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WHAT ABOUT GOOGLE’S ANDROID OS? Google has the overall lead in overall operating system installs on all devices, as shown in the chart to the right (courtesy of Statista and Gartner). What does this mean to the aviation market, and specifically the aviation market for tablets dedicated for use with aircraft operations and support? Not very much. Google has a fractured business approach to the Android

OS, and allows its hardware OEM licenses (Samsung, Lenovo, HTC, etc.) to basically lock in on specific versions of Android due to design reasons, so that owners of such devices cannot upgrade to newer OS versions that have greater capabilities — a major problem. Software vendors need to support multiple versions of an application and this raises costs and makes upgrades very difficult. You can expect Google to solve this strategic blunder eventually and to provide a stronger product approach to compete with Apple and Microsoft in the corporate/industrial marketplace. If you read through some of the general aviation discussion forums on this topic, you will find many supporters of Android OS-based tablets for various reasons. One is price and another is the ability to upgrade or expand the memory of most Android devices. Another major plus is that many such devices support USB and other data ports, as well as having more options than an Apple-controlled environment can provide in the iTunes store. There were no specific figures on the penetration of such tablets in aviation, and they are certainly used far less than iPads.


Aerospace and aviation are considered a small niche market in the universe of tablets and smart devices. According to Gartner, there were 195 million tablets sold globally in 2013, with Google Android-based tablets having ≈62 percent of the overall market, Apple taking a 36 percent cut, and Microsoft taking a 2.1 percent share, leaving the remaining 0.01 percent to others. In 2013, Microsoft’s tablet sales improved its market share from nearly zero percent, but obviously it still remains rather small. Windows 8 has failed to grab significant interest beyond the PC platform in the tablet market, and its new ecosystem still failed to capture consumer interest on tablets as well as in the smartphone markets. If the overall aviation market (airlines, airports, MROs,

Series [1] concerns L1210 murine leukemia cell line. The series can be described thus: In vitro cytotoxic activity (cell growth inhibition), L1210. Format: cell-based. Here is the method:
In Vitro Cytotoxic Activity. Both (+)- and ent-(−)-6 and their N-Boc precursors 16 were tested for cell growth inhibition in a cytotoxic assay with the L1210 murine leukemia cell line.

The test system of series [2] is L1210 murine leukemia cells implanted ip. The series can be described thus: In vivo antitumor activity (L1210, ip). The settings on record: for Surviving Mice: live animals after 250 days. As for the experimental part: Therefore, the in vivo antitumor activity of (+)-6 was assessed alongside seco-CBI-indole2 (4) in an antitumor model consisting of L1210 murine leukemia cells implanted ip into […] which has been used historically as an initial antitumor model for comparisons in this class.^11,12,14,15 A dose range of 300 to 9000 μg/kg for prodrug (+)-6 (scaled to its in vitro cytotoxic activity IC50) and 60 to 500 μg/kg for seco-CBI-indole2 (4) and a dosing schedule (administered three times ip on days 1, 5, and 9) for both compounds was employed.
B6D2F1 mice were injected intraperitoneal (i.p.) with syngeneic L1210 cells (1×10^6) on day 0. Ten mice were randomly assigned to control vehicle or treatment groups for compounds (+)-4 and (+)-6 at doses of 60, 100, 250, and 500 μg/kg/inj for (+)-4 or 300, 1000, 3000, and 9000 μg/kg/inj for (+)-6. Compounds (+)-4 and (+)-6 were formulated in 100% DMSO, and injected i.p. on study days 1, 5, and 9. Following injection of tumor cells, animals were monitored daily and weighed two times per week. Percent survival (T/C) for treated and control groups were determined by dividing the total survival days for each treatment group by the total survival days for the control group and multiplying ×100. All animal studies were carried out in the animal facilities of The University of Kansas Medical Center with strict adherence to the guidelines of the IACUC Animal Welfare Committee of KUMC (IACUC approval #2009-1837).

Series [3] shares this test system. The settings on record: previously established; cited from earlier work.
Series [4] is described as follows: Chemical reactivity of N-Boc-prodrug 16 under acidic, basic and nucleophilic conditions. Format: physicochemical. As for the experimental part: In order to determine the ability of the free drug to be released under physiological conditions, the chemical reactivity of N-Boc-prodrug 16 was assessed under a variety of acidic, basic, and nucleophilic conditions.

etc.) accounts for 150,000 to 250,000 tablets procured per year, and private pilots and industry personnel (those who purchase them outside of a company buying them one) might account for another 25,000 to 50,000 tablets per year, the very rough (completely unsubstantiated) estimate of 300,000 tablets is 0.015 percent (yes, roughly 1/10th of one percent). This is a very small percentage of overall tablet sales.

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For non-Apple tablets, it will be a struggle to chip away at the lead that the iPad has built. The chart below shows some of the recent large installations of tablets and attests to this. (This was for EFBs, maintenance, and various IFE or cabin uses.)

Entity Alitalia

American Airlines Alaska Airlines British Airways

British Airways CityFlyer

Delta Airlines Emirates EVA Air

JetBlue Airways NetJets Qantas

Qatar Airways

Southwest Airlines US Air Force United Airlines

1,000 2,500

Selected 2,200

Selected 550

18,000 11,000

The Google Android camp (which includes Samsung and Lenovo/Motorola) is making inroads into the cabin with devices meant for passenger entertainment, while the Microsoft camp (which includes all PC vendors) has won victories in EFBs and cabin POS uses. Android has also gained a following amongst the general aviation pilots to some degree. The next battle, especially once each of these camps launches new products this year, should become more interesting and drive further innovation. There is no reason that future IFE systems cannot support passengers ordering meals, drinks and other amenities. As airlines look to better serve customers, as well as drive more revenues, they can make use of tablet-based apps fulfilling this. Tablet OEMs and software providers are aware of this, which is why niche markets such as aviation will continue to grow in importance. Microsoft can be counted on to use its dominance in corporate IT departments to leverage how such devices can be managed in large enterprises, and Apple will undoubtedly keep adding functionality to how enterprises can match some this (since it is behind Microsoft in this aspect). Google needs to change its strategy of allowing tablet hardware OEMs lock on to old versions of Android, causing headaches to IT support personnel and app developers over time.

Apple iPads/ iPhones

10,000 1,400 2,000

Any Android Device

Selected 17,000

Any MS Windows 8 devices

Selected 30,000



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